In June we took a group of high school students (and one family) from Colorado to love on children at our new school in Haiti. Maddy S., a graduated senior, graciously shares her eye-opening experience below.
Going to Haiti was a very eye opening experience for me. I learned a lot about the Haitian culture, spiritual, relational, and material poverty, and above all else God’s love. It was amazing to go down there and get a glimpse of how people live. Even in the midst of all their troubles, they trust that God will always provide.
When we asked them what they thought of “white people’ when we come into their country, they just smiled and said that they know we are sent from God to help. They practice true religion, trusting in the Lord when it is the hardest.
Another thing that struck me was when we asked them what we could do to help them once back in the states. They replied, “Pray for us, ask God to continuously provide.” They didn’t ask for food or money, which is what they needed the most, they asked for our prayers, a very selfless act if you ask me.
After coming back to the United States and seeing how lucky we are to live in such an amazing country, with air conditioning, food, and running water that we can swallow from the tap if we want to, my family and I wanted to do something more to help even when we weren’t in Haiti. We met two girls, both restavek children (kids who live in another person’s home and cook and clean for the family in exchange for food and a place to sleep) who we felt the need to help.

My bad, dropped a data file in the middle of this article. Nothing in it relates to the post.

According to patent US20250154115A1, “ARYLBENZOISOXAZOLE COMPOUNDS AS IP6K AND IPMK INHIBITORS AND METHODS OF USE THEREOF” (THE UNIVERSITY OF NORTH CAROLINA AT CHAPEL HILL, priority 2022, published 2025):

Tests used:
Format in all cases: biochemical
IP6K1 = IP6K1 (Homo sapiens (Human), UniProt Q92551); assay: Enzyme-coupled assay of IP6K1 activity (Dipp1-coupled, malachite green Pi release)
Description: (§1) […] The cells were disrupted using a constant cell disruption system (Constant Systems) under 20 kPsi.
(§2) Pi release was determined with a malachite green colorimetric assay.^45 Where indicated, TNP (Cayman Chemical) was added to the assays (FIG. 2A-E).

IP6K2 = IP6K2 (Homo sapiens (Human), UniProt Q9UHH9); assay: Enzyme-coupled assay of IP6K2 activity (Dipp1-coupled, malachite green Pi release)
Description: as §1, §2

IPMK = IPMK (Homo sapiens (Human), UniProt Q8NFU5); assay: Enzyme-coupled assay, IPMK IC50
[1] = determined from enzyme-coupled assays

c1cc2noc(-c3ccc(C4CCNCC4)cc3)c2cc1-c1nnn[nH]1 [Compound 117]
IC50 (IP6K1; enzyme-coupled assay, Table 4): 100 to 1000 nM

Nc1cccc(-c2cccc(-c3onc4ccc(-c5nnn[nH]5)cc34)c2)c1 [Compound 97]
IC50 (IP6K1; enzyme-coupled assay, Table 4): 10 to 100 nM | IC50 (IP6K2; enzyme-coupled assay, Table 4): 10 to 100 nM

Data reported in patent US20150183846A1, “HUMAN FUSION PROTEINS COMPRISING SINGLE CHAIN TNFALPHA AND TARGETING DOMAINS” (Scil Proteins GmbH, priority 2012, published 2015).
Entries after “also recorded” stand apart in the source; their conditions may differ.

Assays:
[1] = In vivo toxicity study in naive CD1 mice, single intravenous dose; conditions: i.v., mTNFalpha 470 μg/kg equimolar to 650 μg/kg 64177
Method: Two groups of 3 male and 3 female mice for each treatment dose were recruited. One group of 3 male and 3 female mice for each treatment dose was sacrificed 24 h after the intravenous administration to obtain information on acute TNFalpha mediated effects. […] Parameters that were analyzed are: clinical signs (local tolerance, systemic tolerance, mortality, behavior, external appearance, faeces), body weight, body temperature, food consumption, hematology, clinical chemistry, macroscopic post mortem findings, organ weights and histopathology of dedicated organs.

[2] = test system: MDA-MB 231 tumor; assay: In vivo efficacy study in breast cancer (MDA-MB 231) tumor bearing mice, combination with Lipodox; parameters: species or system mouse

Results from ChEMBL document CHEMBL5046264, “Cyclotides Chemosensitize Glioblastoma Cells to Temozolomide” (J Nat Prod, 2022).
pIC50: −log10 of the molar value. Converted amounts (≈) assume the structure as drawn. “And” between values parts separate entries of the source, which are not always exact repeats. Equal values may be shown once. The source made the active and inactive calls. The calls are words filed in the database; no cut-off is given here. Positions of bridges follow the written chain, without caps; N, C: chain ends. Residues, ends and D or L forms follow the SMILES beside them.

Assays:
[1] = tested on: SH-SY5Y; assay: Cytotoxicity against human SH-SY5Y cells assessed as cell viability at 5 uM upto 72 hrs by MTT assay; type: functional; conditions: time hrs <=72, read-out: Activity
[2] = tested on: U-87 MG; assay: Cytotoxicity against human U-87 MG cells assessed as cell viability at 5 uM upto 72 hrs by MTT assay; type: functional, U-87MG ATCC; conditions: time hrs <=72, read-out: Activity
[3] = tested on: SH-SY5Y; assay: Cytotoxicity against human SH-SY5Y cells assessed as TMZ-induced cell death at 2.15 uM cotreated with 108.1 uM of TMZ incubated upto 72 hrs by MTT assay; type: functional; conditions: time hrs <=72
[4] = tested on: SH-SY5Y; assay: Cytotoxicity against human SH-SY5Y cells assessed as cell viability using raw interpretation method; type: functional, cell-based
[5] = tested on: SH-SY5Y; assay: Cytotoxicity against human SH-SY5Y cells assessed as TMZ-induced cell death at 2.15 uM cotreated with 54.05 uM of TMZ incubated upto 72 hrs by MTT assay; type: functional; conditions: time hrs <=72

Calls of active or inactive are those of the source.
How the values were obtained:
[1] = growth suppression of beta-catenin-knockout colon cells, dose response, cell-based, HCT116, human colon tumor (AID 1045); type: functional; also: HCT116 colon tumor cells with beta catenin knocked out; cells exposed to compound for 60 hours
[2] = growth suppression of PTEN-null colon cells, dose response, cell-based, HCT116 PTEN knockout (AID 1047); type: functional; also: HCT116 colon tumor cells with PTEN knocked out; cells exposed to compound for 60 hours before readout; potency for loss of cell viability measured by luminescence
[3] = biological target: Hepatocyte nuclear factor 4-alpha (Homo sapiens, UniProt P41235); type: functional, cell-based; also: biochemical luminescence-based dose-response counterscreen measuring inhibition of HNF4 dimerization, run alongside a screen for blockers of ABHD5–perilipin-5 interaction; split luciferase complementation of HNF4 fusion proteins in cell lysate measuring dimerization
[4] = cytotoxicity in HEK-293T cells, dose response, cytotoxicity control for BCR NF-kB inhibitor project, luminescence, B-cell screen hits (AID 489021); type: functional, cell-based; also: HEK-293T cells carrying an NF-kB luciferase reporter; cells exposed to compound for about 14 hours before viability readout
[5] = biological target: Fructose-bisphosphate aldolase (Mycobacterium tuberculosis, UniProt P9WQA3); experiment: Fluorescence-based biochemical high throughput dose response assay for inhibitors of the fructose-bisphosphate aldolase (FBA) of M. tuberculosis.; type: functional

The first, Michelle, a 17-year-old girl living with her aunt and just finishing 5th grade, was told that she would not be able to finish 6th grade because her aunt didn’t want her niece, the help, to be smarter than her own children. Our family sat down and talked about the idea of paying for her final year of elementary school, so she could take the national test, seeing if she would be qualified to move on to middle school. We decided that is what we wanted to do, and are helping her finish school this coming year.
The second girl, Naphtali, was so full of life and joy, that it would have been hard to tell that she was a restavek child. The second day we were at her school they had a talent show for us, and she was the first act. She danced. The look in her eyes, triggered something in my heart; she was full of life, beautiful, sassy, and a great dancer. Our family again talked to the translator and when we found out she was a restavek child, sat down and decided to sponsor her, giving a little money to VisionTrust every month to pay for her school supplies, clothes, food, and help the other kids in the school as well. This trip was overall amazing and I couldn’t have asked for a better way to spend my last summer with my family before I go to college.